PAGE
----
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Thursday, November 16, 2006
 Nintendo Eyes Comeback With Family-friendly Wii
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Message Text: Once written off by its critics, Nintendo has emerged as a serious contender in the next-generation console war with its family friendly Wii machine that it hopes will attract a new legion of gamers.

The video game pioneer is on a quest for market dominance again with the Wii which hits the shelves in the US on Sunday, two days after the PlayStation 3, and in Japan on December 2.

At 249.99 dollars in the US and 25,000 yen (212 dollars) in Japan, the Wii is about half the price of the PS3.

Nintendo created a big buzz last year when it unveiled an innovative new controller for the Wii shaped like a television remote control and engineered with motion sensors and speakers.

By waving or swinging the controller, it can serve as a sword, tennis racket or car steering wheel, with a built-in speaker and rumble feature.

There is also a "Nunchuku" controller which when connected to the main controller resembles the martial arts weapon.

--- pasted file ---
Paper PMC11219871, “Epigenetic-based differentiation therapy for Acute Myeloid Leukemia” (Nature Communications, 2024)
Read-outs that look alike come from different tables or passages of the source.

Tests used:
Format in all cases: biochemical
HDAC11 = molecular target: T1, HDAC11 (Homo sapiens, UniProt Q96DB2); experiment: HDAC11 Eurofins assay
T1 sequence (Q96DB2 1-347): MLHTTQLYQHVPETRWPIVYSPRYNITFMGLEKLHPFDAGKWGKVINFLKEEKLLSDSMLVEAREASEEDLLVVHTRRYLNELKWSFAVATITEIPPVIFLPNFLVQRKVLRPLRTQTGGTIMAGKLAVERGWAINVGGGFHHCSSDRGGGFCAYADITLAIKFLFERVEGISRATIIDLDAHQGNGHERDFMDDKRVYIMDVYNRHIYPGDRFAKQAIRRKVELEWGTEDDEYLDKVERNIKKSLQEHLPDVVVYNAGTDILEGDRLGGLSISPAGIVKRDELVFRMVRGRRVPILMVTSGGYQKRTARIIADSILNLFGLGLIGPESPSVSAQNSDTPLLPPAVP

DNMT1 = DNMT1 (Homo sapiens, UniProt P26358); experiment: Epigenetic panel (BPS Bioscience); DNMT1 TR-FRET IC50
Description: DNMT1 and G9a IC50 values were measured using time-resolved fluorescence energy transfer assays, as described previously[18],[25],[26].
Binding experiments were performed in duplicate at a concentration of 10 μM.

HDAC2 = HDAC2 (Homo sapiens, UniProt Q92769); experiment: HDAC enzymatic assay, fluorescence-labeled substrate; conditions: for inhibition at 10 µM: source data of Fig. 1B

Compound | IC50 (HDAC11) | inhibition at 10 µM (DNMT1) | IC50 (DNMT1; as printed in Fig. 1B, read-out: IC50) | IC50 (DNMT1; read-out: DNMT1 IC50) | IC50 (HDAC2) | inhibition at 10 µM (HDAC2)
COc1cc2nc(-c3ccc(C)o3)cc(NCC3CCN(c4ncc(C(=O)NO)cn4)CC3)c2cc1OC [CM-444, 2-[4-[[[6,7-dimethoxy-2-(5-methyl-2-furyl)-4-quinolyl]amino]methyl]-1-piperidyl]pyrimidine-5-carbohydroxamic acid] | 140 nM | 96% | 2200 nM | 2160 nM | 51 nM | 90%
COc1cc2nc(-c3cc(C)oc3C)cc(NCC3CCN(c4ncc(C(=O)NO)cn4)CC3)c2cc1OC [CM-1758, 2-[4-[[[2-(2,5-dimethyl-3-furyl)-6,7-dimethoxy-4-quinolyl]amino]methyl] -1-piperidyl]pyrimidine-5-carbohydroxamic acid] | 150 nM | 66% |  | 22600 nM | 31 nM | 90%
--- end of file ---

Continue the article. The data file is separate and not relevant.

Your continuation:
Nintendo said 400,000 Wii consoles would be available on launch in Japan -- about four times the number of PlayStation 3s Sony managed to ship.

The Wii's predecessor, the GameCube, failed to recapture the market share once enjoyed by Nintendo's earlier consoles, despite being cheaper than the PlayStation 2 and Microsoft's original Xbox.

But things look brighter for the Wii, which has been getting rave reviews for its new controller and games that shy away from blood-and-guts action.

The Kyoto-based company leads the global market in portable machines and has been taking aim at Sony's lead in stand-alone consoles, as has Microsoft.

Nintendo aims to ship one million Wiis in Japan and four million worldwide by the end of the year, rising to six million globally by March 2007.

"We want to appeal to non-gamers and families -- that is how we planned our hardware and software," said Nintendo spokesman Yasuhiro Minagawa.

"Normally parents don't like games. We want parents to say, 'Because it's Wii, let's play together,'" he added.

Nintendo will also try to win back old game fans by stirring their nostalgia with an updated version of the classic Mario Brothers that takes the pudgy Italian plumber with his trademark moustache into space.

Nintendo's entry into the market comes as technical glitches trouble Sony, which delayed the global launch of the PS3 by about six months until November, giving US software giant Microsoft a one-year head start with its Xbox 360.

Sony was forced to delay the PS3 launch again in Europe until March due production with the DVD player that meant many Japanese also went home empty-handed at Saturday's launch.
 
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